Collapsing Scenery release new single + video ‘The Right To Life’

Collapsing Scenery press photo
Photo credit: Kate Bowman

Brooklyn / LA synthwave duo Collapsing Scenery have shared The Right To Life, the band’s latest single and it’s accompanying video directed by Alexandra Cabral. The song is the latest track to be released from their new album ‘A Desert Called Peace’ out March 10 (pre-order). “The Right To Life” is available now on all streaming platforms for any playlist shares. On the song the band’s Reggie Debris says: “‘The Right to Life’ was written after a couple years of observing various unhinged responses to the pandemic and its societal impact, in particular an essay by RR Reno which contemptuously accused the liberal left of being consumed by a pathetic, Godless fear of death, manifested in support for lockdowns, social distancing and masks. This argument (screed, really) was all the more head-spinning coming from a conservative Catholic, who otherwise drones on endlessly about fostering a ‘culture of life.’ To quote another Catholic, the great GK Chesterton, ‘When a man believes that any stick will do, he at once picks up a boomerang.’

The lyric attempts to address the various, obvious hypocrisies of the ‘culture of life’ crowd, and the ways in which its critique of our supposedly atomized, alienated, secular culture was undercut by its radical, nihilistic individualism when asked to make some concrete sacrifices for the common good.”

Last month, Collapsing Scenery released Gold Rush, the first single lifted from ‘A Desert Called Peace’. The song is available on all streaming platforms. On the song the band says, “‘Gold Rush’ approaches the climate and biodiversity crises with gimlet eyed nihilism. It’s a cri de coeur of apocalyptic joy, borne of hopelessness.” ‘A Desert Called Peace’ follows the band’s acclaimed album ‘Stress Positions’ and the ‘Acid Casual’ EP which was released last year. The forthcoming album is a collection of songs written and recorded over the last three deeply strange and unsettled years. The songs encompass crises both global and personal. The title of the album is adapted from Tacitus’ account of the possibly apocryphal Caledonian chieftain Calgacus and his legendary critique of Roman conquest: To ravage, to slaughter, to usurp under false titles, they call empire, and where they make a desert, they call it peace.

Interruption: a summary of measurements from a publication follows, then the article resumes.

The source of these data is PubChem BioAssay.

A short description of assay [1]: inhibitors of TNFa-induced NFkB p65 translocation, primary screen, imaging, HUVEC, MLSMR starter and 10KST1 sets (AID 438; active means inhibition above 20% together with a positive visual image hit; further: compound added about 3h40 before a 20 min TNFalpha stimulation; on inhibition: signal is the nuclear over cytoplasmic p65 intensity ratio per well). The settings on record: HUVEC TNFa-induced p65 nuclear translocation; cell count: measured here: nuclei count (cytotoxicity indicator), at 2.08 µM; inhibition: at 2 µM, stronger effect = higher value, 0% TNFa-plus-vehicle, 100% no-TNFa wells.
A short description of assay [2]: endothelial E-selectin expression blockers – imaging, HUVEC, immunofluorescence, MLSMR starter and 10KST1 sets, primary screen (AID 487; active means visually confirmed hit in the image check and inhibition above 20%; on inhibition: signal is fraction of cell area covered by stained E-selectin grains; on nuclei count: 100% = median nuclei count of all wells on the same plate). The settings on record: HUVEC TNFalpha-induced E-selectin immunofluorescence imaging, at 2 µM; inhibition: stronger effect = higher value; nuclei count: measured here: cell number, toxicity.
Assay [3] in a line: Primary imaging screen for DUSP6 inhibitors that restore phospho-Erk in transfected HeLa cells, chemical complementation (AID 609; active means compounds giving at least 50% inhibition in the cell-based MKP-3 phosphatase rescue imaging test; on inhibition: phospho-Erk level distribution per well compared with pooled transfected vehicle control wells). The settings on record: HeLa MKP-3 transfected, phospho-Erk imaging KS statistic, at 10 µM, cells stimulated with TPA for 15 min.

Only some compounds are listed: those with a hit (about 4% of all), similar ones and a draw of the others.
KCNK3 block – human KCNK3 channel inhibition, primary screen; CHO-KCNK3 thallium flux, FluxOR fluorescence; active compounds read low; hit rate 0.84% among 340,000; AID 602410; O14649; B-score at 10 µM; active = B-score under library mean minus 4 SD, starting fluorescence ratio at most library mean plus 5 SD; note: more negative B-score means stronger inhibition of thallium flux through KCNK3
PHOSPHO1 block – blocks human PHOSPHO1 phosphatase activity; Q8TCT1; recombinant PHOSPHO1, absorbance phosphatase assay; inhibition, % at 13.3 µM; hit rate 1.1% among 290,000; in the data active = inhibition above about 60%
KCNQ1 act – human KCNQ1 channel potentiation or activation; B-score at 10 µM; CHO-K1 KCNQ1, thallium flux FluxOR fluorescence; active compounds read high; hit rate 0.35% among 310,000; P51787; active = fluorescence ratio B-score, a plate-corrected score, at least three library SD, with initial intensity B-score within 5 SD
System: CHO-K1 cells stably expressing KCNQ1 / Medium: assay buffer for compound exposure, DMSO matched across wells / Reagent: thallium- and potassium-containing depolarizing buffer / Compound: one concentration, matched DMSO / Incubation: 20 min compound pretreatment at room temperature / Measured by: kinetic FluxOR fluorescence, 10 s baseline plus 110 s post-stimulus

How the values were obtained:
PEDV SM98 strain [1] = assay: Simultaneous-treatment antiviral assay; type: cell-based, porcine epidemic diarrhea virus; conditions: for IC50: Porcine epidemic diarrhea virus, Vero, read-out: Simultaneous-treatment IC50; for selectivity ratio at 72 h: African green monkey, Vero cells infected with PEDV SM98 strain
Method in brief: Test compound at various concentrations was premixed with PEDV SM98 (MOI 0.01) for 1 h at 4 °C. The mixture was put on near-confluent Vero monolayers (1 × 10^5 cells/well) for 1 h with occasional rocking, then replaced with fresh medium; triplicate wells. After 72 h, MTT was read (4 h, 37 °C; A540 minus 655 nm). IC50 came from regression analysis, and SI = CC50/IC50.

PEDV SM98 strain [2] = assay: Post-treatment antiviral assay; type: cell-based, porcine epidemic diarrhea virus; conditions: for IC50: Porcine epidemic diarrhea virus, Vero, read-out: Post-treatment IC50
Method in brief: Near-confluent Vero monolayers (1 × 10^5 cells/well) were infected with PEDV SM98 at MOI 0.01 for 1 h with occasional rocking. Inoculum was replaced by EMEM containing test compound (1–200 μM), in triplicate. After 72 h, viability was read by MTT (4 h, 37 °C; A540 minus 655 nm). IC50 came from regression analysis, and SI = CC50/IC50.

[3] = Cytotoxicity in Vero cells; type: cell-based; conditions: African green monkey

The album features appearances from Avalon, L’espiral, RugiRugz, and the reggae legend Tippa Lee. Its sound encompasses dancehall, techno, post-punk, brit-pop, darkwave, industrial, free jazz and funk/soul.

The lyrics address topics ranging from Catholic integralism and the so-called ‘New Right’, to the strange interregnum between the death of one era and the birth of the next, to the ways in which our technologies mold us. 

Collapsing Scenery is the meeting of two fertile and febrile minds, Don De Vore (Ink & Dagger, Lilys, The Icarus Line, Amazing Baby) and Reggie Debris. Collapsing Scenery straddles the gaps between music, art, film and politics, seamlessly moving between each with the same ease at which they traverse the globe, soaking up experiences and immersing themselves in different cultures. Since they formed in 2013 “under a pall of paranoia and disgust” they haven’t stopped moving. Recent collaborations include Jamaican dancehall legend Ninjaman, Beastie Boys producer/collaborator Money Mark, and no-wave pioneer James Chance. The band also has remixes out or on the way from Genesis P-Orridge (Psychic TV, Throbbing Gristle), Jennifer Herrema (Royal Trux), Uniform, Youth Code, Brian DeGraw (Gang Gang Dance) and more.

Collapsing Scenery’s inception can be traced back several years when New York-based artist/musician Don De Vore and musician friend and LA resident Reggie Debris collaborated in programming events with D’agostino and Fiore gallery on the Lower East Side, beginning with a video installation which lead to a month of music and visual programming called ‘Rebuild Babylon’ which in turn evolved into a traveling residency series.

While some bands claim to be exponents of the DIY ethic, Collapsing Scenery are entirely self-sufficient, operating outside of traditional avenues. “We’ve tried to mostly play in spaces outside of the usual club circuits,” says Debris. “We generally play in basements, warehouses, garages, parks, galleries, living rooms – and traveling with our own sound-system, power supply and visuals has enabled that. We’re 100% self-contained.”

Collapsing Scenery offers a new vision for how a modern band can be. They’re not even a band – they’re curators of a series of planet-spanning events, expressions, exhibitions, albums, installations, journeys, adventures and parties, all operating outside of the confines of the tired traditional industry.

A Desert Called Peace’ track list 

1. The Right To Life 
2. Morbid Symptoms 
3. Homepage Carnage 
4. The Hammer Changes The Hand 
5. The Wreck Of Rexists 
6. Targets 
7. Hue And Cry 
8. Colony Collapse 
9. Salacia Surveys The Incinerated City 

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